WASHINGTON — The Senate on Thursday completed a five-year, half-trillion-dollar farm bill that cuts farm subsidies and land conservation spending by about $2 billion a year but largely protects sugar growers and some 46 million food stamp beneficiaries.
The 64-35 vote for passage defied political odds. Many inside and outside of Congress had predicted that legislation so expensive and so complicated would have little chance of advancing in an election year.
Senate Republican leader Mitch McConnell called it "one of the finest moments in the Senate in recent times in terms of how you pass a bill."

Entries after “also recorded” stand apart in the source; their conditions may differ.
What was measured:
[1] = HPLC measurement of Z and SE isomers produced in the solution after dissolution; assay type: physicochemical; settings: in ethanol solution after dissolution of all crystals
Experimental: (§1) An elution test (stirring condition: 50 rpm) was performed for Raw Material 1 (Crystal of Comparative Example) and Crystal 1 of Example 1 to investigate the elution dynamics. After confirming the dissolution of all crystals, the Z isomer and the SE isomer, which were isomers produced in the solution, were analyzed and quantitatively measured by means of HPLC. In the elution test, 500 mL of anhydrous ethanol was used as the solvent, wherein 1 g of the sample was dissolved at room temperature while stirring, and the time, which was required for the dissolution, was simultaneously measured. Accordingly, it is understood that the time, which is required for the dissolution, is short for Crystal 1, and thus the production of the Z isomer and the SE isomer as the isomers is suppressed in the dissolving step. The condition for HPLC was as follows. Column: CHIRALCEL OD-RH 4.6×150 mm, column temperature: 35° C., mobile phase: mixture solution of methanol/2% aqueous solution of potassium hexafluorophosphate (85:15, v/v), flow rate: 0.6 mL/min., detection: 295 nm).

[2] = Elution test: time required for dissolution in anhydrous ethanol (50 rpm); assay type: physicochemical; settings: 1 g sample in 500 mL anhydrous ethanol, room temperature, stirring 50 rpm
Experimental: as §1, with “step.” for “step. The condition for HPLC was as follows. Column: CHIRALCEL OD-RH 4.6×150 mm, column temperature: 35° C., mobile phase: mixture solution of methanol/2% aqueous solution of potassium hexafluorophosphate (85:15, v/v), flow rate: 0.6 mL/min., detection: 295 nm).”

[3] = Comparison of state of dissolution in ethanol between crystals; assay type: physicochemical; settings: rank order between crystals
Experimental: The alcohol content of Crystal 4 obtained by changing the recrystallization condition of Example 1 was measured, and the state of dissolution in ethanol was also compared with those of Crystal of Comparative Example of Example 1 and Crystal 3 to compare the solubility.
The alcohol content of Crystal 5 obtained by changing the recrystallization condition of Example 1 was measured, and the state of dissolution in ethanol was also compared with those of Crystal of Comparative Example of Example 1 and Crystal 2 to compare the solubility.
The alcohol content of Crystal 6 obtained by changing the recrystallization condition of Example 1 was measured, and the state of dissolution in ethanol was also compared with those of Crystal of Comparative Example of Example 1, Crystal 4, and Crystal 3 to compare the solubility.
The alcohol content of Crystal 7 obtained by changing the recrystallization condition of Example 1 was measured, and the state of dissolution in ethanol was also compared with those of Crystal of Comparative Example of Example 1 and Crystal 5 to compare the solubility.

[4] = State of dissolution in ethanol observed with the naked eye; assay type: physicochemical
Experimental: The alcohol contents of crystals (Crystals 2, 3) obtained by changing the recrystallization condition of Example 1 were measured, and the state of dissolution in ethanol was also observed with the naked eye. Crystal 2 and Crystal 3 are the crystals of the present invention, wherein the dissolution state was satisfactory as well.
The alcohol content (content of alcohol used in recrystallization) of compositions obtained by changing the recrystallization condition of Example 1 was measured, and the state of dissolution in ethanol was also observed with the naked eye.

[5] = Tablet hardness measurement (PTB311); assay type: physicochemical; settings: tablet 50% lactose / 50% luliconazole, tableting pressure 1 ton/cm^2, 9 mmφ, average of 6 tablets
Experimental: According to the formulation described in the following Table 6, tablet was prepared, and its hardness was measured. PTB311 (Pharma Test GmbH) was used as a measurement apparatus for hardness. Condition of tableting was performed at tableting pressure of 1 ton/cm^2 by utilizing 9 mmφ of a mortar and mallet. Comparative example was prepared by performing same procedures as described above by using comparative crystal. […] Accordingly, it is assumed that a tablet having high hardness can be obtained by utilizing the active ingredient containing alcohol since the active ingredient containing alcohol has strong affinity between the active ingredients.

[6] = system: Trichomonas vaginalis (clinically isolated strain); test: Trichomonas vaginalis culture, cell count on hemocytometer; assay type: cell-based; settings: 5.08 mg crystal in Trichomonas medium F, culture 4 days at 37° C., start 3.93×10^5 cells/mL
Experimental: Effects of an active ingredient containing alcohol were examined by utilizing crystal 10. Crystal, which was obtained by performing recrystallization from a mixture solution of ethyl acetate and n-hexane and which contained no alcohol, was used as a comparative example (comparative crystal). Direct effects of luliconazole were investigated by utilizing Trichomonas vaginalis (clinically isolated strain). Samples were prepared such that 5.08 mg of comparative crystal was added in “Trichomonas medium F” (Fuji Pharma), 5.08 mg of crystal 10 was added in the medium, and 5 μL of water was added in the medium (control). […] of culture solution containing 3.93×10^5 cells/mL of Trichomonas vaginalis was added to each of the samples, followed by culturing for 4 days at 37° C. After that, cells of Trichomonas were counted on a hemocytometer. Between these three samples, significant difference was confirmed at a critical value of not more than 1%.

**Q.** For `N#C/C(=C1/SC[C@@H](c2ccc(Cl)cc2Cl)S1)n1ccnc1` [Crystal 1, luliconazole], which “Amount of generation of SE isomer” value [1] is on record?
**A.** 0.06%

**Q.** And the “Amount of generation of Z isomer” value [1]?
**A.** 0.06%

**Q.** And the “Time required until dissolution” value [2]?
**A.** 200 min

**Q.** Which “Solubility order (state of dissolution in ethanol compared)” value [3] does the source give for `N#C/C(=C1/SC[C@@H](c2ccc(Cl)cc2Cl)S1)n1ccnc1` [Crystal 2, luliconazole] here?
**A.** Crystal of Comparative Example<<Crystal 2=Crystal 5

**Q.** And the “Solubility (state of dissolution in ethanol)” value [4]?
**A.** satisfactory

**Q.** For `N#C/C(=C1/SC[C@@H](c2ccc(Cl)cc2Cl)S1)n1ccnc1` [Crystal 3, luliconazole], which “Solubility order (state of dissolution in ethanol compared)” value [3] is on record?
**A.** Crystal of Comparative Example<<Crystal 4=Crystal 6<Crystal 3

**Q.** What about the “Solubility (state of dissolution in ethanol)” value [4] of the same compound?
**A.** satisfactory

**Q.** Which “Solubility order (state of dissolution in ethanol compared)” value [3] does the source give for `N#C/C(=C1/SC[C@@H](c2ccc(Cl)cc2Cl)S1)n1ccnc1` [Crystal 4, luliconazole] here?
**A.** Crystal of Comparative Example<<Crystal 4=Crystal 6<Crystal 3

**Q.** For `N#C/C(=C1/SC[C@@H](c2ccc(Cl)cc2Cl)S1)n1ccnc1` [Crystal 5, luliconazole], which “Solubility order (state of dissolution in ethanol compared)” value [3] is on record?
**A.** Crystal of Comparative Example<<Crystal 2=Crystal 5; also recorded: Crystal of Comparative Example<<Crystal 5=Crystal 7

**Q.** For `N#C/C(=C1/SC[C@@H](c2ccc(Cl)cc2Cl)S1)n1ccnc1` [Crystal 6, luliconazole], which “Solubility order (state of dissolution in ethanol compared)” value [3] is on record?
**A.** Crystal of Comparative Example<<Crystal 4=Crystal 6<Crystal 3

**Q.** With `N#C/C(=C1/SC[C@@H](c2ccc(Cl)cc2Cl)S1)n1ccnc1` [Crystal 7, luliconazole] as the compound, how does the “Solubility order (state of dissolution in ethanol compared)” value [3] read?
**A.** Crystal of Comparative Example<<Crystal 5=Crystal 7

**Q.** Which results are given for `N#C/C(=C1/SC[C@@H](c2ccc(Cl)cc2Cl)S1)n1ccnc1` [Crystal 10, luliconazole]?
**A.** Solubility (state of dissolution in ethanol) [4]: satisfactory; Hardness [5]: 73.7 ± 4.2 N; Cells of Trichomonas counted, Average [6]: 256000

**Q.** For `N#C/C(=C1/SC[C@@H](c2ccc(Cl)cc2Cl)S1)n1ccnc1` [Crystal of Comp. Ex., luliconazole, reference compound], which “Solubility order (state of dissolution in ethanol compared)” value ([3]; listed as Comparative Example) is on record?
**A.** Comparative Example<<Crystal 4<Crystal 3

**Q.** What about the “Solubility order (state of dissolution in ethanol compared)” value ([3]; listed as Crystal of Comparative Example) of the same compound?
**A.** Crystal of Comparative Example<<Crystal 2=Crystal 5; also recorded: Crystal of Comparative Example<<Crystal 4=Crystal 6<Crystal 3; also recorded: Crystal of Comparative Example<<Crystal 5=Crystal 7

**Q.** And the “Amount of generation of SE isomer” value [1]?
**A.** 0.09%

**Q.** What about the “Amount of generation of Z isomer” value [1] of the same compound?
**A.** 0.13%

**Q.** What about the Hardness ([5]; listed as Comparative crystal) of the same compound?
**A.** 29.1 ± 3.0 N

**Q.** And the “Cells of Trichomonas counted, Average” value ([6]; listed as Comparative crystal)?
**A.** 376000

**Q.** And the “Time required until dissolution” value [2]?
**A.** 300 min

The bipartisanship seen in the Senate may be less evident in the House, where conservatives are certain to resist the bill's costs, particularly for food stamps. Food stamp spending has doubled in the past five years, and beneficiaries have grown from by about 20 million to 46 million. The program's budget is now about $80 billion a year, comprising 80 percent of the spending in the farm bill.
Farm bills traditionally have been bipartisan efforts, and leaders of the Senate Agriculture, Nutrition and Forestry Committee leaders made a point of showing how their bill would bring down the deficit.
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